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Getting Involved

CSD Foundation Gives $10,000 to Help Cover College-Application Fees During UCAW

Quite literally, every drive down the fairways at the recent 10th annual golf tournament of the Canyons Education Foundation was done for a great cause: supporting Canyons District’s mission of ensuring the college-readiness of every student enrolled in a Canyons school.

The some $80,000 in donations earned at the Sept. 18, 2019 fundraiser at Wasatch Mountain State Park, as well as other Foundation-sponsored events held throughout the year, are used to support the academic platform of CSD, provide scholarships help to students who have risen above adversity, and pay for innovative classroom projects spearheaded by energetic teachers. 

A major program supported by the Canyons Education Foundation is Utah College Application Week, a time set aside to encourage every high school senior to complete and submit at least one viable application for post-secondary education. Schools in Utah are holding UCAW activities throughout October. Alta High held UCAW activities last week, and this week Brighton, Hillcrest, Jordan, Corner Canyon and Diamond Ridge high schools are holding events to support students’ efforts to apply for colleges, universities or vocational-training schools.   

The Foundation’s governing board recently approved using up to $10,000 in donations to help low-income students pay applicable college-application fees during UCAW, which is held in collaboration with the Utah System of Higher Education. The CSD Foundation Board and Development Officer Denise Haycock presented the contribution – in the form of a giant check – to the Canyons Board of Education on Oct. 15, 2019.

The Canyons Education Foundation is able to support students in chasing their college dreams through the generosity of business and community partners who contribute to the education-focused nonprofit organization, said Foundation Board President-Elect Landon Bradfield.

Canyons students who don’t have the money to cover any college-application fees can ask their counselors to tap into the amount provided by the Foundation.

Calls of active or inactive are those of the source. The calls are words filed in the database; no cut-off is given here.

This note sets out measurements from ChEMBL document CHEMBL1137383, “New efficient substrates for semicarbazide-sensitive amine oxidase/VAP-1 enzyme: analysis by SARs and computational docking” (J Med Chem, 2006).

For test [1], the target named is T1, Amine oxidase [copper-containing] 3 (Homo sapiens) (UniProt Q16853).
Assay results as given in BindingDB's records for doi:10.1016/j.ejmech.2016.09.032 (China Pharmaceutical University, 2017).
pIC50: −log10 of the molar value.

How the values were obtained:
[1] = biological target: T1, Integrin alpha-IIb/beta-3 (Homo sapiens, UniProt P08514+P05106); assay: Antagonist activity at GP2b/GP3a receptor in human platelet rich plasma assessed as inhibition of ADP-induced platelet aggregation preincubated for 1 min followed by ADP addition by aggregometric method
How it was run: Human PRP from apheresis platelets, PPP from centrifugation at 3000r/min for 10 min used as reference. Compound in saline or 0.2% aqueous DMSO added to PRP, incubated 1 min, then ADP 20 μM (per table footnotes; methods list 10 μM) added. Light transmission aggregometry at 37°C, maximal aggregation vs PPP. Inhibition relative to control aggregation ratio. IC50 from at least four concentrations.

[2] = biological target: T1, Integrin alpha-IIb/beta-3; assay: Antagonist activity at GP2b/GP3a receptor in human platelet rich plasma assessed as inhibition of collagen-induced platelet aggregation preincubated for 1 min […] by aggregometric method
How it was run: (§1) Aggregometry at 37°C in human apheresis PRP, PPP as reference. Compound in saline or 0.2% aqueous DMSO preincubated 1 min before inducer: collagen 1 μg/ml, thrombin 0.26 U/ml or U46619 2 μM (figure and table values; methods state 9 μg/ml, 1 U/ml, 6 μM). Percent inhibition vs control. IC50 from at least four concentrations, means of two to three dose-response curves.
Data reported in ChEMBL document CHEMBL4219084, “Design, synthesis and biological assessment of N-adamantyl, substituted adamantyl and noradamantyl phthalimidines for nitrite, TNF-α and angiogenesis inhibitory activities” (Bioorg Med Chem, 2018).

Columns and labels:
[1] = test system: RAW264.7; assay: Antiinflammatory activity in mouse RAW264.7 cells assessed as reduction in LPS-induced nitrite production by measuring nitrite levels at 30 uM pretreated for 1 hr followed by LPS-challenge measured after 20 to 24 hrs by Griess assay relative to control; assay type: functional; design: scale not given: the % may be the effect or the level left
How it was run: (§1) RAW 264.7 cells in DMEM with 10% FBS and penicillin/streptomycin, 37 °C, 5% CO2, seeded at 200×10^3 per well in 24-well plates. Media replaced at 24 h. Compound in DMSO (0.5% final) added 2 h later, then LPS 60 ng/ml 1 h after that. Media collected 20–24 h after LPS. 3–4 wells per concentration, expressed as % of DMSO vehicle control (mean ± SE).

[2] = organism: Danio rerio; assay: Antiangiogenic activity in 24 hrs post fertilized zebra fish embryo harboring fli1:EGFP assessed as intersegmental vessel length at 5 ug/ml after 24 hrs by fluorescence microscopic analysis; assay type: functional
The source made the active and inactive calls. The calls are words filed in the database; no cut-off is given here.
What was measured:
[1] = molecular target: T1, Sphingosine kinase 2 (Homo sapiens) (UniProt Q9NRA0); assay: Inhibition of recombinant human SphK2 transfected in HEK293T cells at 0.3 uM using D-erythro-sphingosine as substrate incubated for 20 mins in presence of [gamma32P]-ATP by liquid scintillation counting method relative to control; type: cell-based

“Many students could feel overwhelmed or confused when completing applications,” Bradfield said. This could be especially true, he said, for low-income students or those who are the first in their families to apply for entrance to a college or university.

“We appreciate the work of high school counselors (during UCAW),” he said, “and by covering the cost of the application fees, the Foundation is allowing any student who wants to apply for college the ability to do so.”   

Shortly after Canyons first started planning UCAW activities, “the Foundation said, ‘We can help out with that.’ It is so meaningful for students,” said Canyons Board of Education President Nancy Tingey. “We appreciate all the work the Foundation does in supporting teachers and  students and what happens in the classrooms in Canyons District.” 

UCAW is a fun week for high schools, says Hillcrest counselor Stephanie Johnston, who appeared on KUTV on Monday, Oct. 21 to talk about the post-secondary education promotional endeavor.  The schools hold assemblies, post college-related items on social media, and encourage faculty and administrators to wear T-shirts and sweatshirts from their alma maters. 

During the week, Johnston said, computer labs are staffed with counselors and teachers and others who can help answer questions about the applications. Schools also plan parent-information nights about the FAFSA, which stands for Free Application for Federal Student Aid. 

FAFSA is the federal form that students must complete in order to make themselves eligible for federal money that can be used to pay for higher education. By filling it out, Johnston says, students can be eligible for Pell Grants, Work Study Programs, and loans subsidized by the government.

Some students find the process so intimidating, Johnston said, but sometimes all it takes is a few suggestions — and some words of encouragement — for the applications to get filled out.

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Lucie Chamberlain

Alta View Elementary

If a movie about super teachers were ever made, Lucie Chamberlain would be a prime candidate for a leading role. Fortunately for her kindergarten students at Alta View Elementary, she already thrives in a supporting role for them. Parents thank her for being a “super teacher.” She is also described as an “amazing colleague.” Whether students need help in the classroom or from home while sick, Lucie goes above and beyond to help them learn, overcome fears, and feel important and cared for. Lucie is the reason a number of kids went from hating school to loving it, according to parents. The way she exudes patience, sweetness, positive energy, and love for her students with special needs melts is appreciated and admired. One parent noted: “Both my kids wish she could be their teacher forever.” Another added:  “She treats every student like their learning and their feelings are her priority.” Super teacher, indeed!

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